Song of the Sparrow

By Doug Magill

Are not two sparrows sold for a penny? Yet not one of them will fall to the ground outside your Father’s care.  And even the very hairs of your head are all numbered.  So don’t be afraid; you are worth more than many sparrows.  Matthew 10

There are times when the definition of enterprise encompasses more than activities that are purely economic in nature.  It also applies to non-profit and charitable organizations that serve purposes that extend far beyond the realm of commerce.

For some people the development of an organization is driven more by love, and by necessity, than by desire.  And instead of remuneration, it may require investment in excess of return, but the rewards are peace of mind, and the knowledge that we are all better off for that effort.

Two of the finest people I know, Bob and Carol Magill, were driven to found His Eye Is On The Sparrow out of a deep understanding of the special needs of some children.  They hadn’t planned on founding a charitable organization, but the birth of their daughter, Krista, dramatically changed their world.

Born with Downs Syndrome, Krista today is a young adult.  But her mind will always be that of a two year old, with all of the complexities of life that accompany that condition.

And yet, Bob and Carol have never wavered in their love and commitment to their daughter as a gift from God.  For many parents the enormous emotional, spiritual, and financial challenges of a special needs child can become unbearable.  Bob and Carol have adapted and made it work.  From taking separate vacations to ensure Krista has been properly cared for, to special schools, to mind-numbing repetitive training of the simplest of tasks, they have never wavered.

Other than when she is sleeping, Krista can’t be left alone, and every day is a day of instruction and challenge.  She has learned some words and can communicate basic needs, but she will never look outside of her daily world of simple events.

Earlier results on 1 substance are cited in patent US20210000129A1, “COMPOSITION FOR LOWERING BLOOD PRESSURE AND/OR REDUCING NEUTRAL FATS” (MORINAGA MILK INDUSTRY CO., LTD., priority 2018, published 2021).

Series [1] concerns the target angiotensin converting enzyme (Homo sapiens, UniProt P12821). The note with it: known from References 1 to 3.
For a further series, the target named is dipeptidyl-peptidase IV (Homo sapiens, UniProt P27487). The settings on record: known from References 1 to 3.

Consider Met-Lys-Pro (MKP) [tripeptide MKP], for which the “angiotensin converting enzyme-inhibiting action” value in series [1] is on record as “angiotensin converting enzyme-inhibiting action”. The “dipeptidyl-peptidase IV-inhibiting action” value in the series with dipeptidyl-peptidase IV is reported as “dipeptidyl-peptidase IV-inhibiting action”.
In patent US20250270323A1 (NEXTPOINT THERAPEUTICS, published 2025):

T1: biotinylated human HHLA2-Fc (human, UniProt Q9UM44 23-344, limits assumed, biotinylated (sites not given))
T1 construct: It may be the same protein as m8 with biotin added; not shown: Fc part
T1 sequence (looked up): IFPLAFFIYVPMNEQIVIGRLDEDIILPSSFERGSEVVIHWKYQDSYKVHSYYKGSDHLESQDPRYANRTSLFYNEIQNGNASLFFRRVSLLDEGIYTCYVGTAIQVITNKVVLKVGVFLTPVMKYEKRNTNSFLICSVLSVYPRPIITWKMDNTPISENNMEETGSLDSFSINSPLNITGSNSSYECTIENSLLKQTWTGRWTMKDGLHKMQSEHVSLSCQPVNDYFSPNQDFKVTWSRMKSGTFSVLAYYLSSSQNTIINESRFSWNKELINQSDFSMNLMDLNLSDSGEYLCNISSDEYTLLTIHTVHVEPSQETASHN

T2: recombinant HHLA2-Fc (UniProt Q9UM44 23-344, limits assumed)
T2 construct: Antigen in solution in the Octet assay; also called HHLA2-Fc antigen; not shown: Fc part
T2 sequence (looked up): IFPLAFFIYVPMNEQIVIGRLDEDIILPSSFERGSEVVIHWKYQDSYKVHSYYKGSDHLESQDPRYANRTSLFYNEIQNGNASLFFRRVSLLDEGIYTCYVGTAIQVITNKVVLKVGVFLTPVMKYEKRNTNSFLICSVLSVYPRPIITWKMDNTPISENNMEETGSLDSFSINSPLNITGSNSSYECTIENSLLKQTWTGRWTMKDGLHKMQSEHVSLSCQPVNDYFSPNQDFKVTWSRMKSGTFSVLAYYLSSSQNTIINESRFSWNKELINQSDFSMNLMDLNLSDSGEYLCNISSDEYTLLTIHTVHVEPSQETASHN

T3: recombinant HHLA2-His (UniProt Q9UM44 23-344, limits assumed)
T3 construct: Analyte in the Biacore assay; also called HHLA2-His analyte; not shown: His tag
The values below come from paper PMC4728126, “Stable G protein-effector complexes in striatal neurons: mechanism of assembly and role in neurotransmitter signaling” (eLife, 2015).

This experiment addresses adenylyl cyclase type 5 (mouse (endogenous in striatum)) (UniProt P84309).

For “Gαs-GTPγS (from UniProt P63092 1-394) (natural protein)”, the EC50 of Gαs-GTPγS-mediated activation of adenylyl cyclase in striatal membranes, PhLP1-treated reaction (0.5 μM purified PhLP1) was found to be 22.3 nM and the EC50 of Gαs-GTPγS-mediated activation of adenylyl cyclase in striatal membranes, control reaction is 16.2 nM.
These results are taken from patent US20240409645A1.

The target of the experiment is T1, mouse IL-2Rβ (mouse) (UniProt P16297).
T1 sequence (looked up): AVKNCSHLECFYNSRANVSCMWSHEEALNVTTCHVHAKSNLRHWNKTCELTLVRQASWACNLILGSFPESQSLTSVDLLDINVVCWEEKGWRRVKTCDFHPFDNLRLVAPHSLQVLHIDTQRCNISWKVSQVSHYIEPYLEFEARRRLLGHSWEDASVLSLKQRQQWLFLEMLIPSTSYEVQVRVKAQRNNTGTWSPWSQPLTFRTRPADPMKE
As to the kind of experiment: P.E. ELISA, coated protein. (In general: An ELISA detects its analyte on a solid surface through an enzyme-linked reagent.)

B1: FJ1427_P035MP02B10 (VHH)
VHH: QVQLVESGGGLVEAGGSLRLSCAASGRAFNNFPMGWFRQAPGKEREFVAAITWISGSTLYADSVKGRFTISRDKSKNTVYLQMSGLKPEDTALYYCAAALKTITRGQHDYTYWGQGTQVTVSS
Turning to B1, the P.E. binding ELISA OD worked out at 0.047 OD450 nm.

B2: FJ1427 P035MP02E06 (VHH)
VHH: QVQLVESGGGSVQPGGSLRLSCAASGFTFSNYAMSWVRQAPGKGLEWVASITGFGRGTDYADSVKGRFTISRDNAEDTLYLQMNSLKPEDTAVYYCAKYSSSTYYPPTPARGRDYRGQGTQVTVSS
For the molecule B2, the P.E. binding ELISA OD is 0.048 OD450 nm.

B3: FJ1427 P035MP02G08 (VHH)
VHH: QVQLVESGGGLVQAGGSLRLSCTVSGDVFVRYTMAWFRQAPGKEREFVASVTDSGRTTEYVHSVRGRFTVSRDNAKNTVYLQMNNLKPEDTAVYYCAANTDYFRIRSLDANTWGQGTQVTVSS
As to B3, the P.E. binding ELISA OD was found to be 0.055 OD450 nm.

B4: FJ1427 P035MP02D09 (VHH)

When faced with the prospect that they may not always be able to care for her, Bob and Carol looked at options for long term care of special needs children.  Institutionalization scared them, as they recognized that Krista’s need for love was as basic as breath itself to her.  They also wanted a Christian environment which would cherish her special gifts and give her the dignity as a child of God that she deserved.

They were also fighting the headwinds of the current fad of immersion for special needs children.  At one point, at the direction of state officials Krista was placed with a regular grade school class.  She was lost, unable to comprehend, unable to participate, and disconnected from anyone who understood her or could relate to her.

Working with a friend, John Rolph, whose sister has special needs, Bob and Carol founded His Eye Is On The Sparrow in the late 1990s and received 501 (c) 3 status in 2003.  A number of committed and energetic women got involved as board members:  Alice Hartman, who had been an educator and had a special needs child; Judy Greenbaum, who has a special needs daughter; Sister Fran Depuydt, the dynamic head of Emmanual House and an MBA; and Carol herself, a nurse and a Physician’s Assistant along with being a wizard at the complex documentation required.